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Te Puna

551 Castle Street North – Te Pā Building
Head Teacher Jen Turconi
Phone +64 3 471 4416 (Head teacher)
+64 3 471 4418 (Centre)
Age range 2–5 years
Hours 8am–4pm

Te Puna
A spring of fresh water, a spring of life

Nau mai haere mai!

Ngā mihi mahana ki a koutou katoa.

In Te Puna we have a play-based programme, with a balance of child initiated and intentional teaching experiences. Children learn what it is to grow up in Aotearoa and our programme is enriched by the country’s Māori traditions. We also celebrate the many different cultures we have at Te Puna and embrace the diversity of family patterns.

These things are especially important to us:

  • Children making decisions for themselves
  • Making and maintaining friendships
  • Being kind and helpful around other people
  • Looking after the environment
  • Being confident to express themselves in different ways and explore new things

About 40 children attend Te Puna, spread between our two main playrooms and our outside playground. For most of the day children are free to choose where they play. That means 2, 3 and 4-year-olds are mixing throughout the day. For the younger children this is a chance to learn from the older ones; and it gives the older children opportunities to develop their caring and nurturing side. We have a ratio of 1:8 qualified teachers to children, and in parts of the day it is often better than this.

We have a well-established Bush programme. Once a week the twelve oldest children across all of Te Pā (Te Puna, Te Uru, and Te Pārekereke o te Kī) explore the wilds of Woodhaugh or the Botanic gardens together. It immerses them in the natural world and gives them the chance to deal with new and challenging situations.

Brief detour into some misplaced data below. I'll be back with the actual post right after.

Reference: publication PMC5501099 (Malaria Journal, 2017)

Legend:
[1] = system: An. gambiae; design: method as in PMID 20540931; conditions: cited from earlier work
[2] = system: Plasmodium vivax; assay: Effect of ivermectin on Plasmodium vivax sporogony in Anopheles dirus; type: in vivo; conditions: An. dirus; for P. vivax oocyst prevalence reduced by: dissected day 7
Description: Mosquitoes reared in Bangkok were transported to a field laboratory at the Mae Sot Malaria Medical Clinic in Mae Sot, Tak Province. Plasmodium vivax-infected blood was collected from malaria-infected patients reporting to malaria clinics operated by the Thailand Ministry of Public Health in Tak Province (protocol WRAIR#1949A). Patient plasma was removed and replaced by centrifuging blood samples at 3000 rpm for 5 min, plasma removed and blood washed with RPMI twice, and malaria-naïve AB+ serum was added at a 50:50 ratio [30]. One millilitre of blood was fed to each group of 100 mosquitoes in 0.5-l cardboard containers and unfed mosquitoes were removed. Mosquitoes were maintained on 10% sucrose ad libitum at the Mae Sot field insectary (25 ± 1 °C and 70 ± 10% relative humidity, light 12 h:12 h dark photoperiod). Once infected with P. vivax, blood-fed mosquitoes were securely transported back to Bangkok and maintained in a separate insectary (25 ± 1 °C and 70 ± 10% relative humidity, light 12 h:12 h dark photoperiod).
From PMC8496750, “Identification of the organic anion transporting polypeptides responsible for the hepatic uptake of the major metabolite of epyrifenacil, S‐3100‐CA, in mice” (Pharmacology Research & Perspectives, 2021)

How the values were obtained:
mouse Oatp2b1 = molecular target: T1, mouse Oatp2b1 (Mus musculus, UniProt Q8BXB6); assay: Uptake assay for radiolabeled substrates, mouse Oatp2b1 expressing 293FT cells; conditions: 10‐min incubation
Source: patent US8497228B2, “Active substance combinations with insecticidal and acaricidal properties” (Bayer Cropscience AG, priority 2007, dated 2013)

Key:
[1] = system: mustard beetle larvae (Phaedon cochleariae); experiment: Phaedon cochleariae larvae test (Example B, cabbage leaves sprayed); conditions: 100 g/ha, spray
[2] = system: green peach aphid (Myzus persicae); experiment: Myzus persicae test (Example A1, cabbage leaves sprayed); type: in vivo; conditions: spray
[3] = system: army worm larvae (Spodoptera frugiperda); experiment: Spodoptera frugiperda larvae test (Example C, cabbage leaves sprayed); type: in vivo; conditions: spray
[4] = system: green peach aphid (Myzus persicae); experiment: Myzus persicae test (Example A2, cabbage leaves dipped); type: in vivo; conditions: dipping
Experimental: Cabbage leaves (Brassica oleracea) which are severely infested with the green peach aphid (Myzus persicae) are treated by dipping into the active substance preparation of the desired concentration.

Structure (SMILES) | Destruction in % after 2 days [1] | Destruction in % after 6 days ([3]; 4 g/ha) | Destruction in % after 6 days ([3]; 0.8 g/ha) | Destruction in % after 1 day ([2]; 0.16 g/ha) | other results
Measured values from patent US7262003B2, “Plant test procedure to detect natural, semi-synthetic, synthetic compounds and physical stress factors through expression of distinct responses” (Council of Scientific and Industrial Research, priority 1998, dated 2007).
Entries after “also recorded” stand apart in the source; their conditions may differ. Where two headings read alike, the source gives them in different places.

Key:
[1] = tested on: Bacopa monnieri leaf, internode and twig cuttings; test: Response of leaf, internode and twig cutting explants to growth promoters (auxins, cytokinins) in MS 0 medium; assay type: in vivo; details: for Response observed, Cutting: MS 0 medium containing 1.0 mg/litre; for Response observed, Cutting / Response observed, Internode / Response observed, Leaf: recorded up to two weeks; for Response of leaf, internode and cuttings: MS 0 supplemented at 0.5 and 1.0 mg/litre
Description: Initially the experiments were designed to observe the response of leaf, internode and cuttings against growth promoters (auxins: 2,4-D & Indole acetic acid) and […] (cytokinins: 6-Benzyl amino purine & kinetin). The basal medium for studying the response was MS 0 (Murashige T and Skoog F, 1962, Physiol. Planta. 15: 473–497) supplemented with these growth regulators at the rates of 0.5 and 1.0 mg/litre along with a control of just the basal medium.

Most of the children coming into Te Puna come from Te Maioha, our under-twos centre. For all children new to the centre we have a two week settling period, when they spend time here and get to know the place and the people. If children have not been in centre-based care before sometimes the settling period is longer than two weeks.

Te Puna philosophy

We consulted our community to decide what is most important for children here. Here’s what we came up with.


For us this means tamariki will develop:

  • A secure sense of belonging
  • Confidence to make decisions for themselves
  • Resilience in the face of difficulty

We relate this to the concepts of:

  • Tino rangatiratanga / Mana: identity, pride, inner strength

Active citizenship

For us this means tamariki will develop:

  • Confidence to take leadership and responsibility in Te Puna
  • A sense of fairness and inclusiveness
  • Connections so they know their place in the wider community
  • Attitudes of respect for the land, environment, and living things
  • Appreciation of the heritage of both parties to Te Tiriti o Waitangi

We relate this to the concepts of:

  • Arahina/Māiatanga: confidence, self-reliance, leadership, perseverance, self-assurance
  • Kaitiakitanga

Social competence

For us this means tamariki will develop:

  • Confidence and ability to communicate thoughts and feelings
  • Skills to develop and maintain friendships
  • Considerate, kind, and respectful attitudes to others
  • Empathy
  • Ability to deal with new social situations

We relate this to the concepts of:

  • Nga hononga: tuakana/teina, ako, whanaungatanga
  • Manaakitanga/Aroha: caring, sharing, kindness, supporting others, being a friend

Love of learning

For us this means tamariki will develop:

  • Curiosity about the world
  • Creativity in thinking and expression
  • Problem solving skills
  • Confidence in the face of new experiences
  • Confidence to take on new challenges

We relate this to the concepts of:

  • Māramatanga: developing understandings, working though difficulty, lateral thinking


Our cook prepares varied and nutritious lunches as well as morning and afternoon tea. Our younger children have lunch in groups of 6–12 with two teachers, and after this many of them have an afternoon sleep.

Read the latest Te Pā ERO report